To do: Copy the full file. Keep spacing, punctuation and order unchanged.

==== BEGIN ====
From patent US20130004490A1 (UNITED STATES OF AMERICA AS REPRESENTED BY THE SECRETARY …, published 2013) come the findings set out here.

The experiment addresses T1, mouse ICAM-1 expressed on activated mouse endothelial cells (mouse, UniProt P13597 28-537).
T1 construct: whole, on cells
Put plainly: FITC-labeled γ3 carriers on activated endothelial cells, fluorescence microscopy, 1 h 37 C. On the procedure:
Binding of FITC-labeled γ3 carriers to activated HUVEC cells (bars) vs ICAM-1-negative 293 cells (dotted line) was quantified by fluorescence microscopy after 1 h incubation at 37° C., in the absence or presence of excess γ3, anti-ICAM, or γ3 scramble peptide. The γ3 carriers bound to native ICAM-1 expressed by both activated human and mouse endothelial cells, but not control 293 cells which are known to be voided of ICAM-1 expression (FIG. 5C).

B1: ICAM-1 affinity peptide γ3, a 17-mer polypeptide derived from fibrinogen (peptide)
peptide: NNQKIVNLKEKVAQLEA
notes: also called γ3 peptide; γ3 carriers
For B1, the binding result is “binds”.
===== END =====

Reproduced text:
From patent US20130004490A1 (UNITED STATES OF AMERICA AS REPRESENTED BY THE SECRETARY …, published 2013) come the findings set out here.

The experiment addresses T1, mouse ICAM-1 expressed on activated mouse endothelial cells (mouse, UniProt P13597 28-537).
T1 construct: whole, on cells
Put plainly: FITC-labeled γ3 carriers on activated endothelial cells, fluorescence microscopy, 1 h 37 C. On the procedure:
Binding of FITC-labeled γ3 carriers to activated HUVEC cells (bars) vs ICAM-1-negative 293 cells (dotted line) was quantified by fluorescence microscopy after 1 h incubation at 37° C., in the absence or presence of excess γ3, anti-ICAM, or γ3 scramble peptide. The γ3 carriers bound to native ICAM-1 expressed by both activated human and mouse endothelial cells, but not control 293 cells which are known to be voided of ICAM-1 expression (FIG. 5C).

B1: ICAM-1 affinity peptide γ3, a 17-mer polypeptide derived from fibrinogen (peptide)
peptide: NNQKIVNLKEKVAQLEA
notes: also called γ3 peptide; γ3 carriers
For B1, the binding result is “binds”.